Author Sophus Hartwick was once an owner and publisher of the San Francisco Danish Newspaper Bien (the Bee), the only Danish newspaper west of the Rockies when it began in 1882. The paper is still being published, a bi-weekly printed every other Thursday. Another interesting coincidence: the paper’s local editor at its Solvang office is a Nielsen!

The biography is actually for “Mrs. Samuel K. Swartz” and it names her Inger Anna Nielsen. Luckily, CGS’s Library Committee chair, Laura Spurrier will be able to translate the passage for us. Stay tuned.

Part 2:  Baby Samuel: Some Answers, More Questions

Wordless Wednesday

by Kathryn Doyle (8/20/2008)

California Genealogical Society Membership Committee
Sandy Fryer and Nancy Hart Servin
(Not shown: Anne Cyr)

Photograph by Kathryn M. Doyle, July 15, 2008.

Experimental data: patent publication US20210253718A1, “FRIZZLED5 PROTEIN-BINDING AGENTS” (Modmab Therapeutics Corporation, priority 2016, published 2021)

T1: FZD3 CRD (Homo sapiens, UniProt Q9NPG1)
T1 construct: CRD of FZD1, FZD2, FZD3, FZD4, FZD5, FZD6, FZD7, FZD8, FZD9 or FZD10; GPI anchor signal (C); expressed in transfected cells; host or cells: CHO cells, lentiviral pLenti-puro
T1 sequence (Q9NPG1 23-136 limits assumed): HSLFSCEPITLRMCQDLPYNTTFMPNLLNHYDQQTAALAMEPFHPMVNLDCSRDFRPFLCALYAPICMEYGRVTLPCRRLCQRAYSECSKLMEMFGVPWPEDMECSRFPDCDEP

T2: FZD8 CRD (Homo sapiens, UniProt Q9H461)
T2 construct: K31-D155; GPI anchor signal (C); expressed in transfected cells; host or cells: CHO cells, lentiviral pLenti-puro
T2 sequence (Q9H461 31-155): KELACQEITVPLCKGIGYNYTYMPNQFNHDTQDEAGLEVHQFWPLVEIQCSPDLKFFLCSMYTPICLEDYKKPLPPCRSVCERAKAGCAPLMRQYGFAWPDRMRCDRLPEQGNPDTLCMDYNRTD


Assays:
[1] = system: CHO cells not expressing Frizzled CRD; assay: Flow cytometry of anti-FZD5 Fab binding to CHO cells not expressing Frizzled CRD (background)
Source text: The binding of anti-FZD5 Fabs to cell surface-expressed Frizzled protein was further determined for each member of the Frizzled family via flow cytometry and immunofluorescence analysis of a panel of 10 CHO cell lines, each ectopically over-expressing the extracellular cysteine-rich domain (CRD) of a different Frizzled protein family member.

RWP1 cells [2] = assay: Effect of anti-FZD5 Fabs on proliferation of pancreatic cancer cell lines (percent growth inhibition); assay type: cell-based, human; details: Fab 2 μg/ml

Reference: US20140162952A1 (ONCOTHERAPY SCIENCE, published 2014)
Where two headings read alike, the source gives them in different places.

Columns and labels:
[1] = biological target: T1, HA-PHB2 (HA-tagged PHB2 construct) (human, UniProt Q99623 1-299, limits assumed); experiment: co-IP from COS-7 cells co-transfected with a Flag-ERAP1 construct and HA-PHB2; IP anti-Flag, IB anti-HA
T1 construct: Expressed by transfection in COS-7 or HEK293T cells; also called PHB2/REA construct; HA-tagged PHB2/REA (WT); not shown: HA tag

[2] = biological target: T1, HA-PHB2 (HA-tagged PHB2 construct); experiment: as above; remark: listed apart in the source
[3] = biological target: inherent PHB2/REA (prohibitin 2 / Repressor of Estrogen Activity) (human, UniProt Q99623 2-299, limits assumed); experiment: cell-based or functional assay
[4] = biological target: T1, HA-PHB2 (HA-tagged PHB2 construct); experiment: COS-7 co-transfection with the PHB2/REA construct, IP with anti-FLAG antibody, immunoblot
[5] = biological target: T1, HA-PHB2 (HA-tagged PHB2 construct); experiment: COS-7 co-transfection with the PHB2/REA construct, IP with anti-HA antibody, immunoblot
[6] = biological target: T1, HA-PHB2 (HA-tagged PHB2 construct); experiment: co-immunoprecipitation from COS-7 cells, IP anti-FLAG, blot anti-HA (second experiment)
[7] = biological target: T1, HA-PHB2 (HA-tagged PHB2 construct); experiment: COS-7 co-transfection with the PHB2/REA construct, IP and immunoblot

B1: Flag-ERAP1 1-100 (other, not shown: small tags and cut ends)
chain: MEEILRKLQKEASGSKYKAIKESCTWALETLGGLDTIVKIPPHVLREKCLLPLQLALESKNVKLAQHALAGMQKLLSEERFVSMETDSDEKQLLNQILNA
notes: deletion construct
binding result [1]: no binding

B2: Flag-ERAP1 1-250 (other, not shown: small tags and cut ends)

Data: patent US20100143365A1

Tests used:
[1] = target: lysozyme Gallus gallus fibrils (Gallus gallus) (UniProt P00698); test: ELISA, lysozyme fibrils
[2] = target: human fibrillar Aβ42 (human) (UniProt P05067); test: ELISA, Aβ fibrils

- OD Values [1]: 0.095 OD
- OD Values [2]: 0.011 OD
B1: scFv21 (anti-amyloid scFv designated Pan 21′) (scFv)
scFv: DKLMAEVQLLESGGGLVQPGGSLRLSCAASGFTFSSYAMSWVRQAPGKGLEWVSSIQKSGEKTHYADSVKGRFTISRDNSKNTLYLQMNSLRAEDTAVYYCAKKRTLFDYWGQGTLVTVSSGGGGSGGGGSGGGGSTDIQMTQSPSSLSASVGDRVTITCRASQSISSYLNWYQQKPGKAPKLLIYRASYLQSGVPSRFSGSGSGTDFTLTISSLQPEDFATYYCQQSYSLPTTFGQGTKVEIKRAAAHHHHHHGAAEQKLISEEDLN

Tuesday Tales From the Road – More from Pennsylvania

by Kathryn Doyle (8/19/2008)

CGS member Mary Mettler is still on the road. Here is installment four from Mary, still on her dream genealogy tour:

We were successful in finding both of my Patriots’ graves. Capt John Lamb and his family were in the Silver Springs Church graveyard and were in great condition. Capt William Scott and his two wives were in the Old Graveyard in Carlisle. I could read the William on his stone, but I will have to accept the 1898 reading on them. Both were marked as Revolutionary War soldiers, even through William was not listed on a monument created by the DAR around 1930. Interestingly, the flags and markers were all brand new in the Old Graveyard in Carlisle. I think they must have been replaced this year sometime.

Capt. John and Hannah Lamb gravestone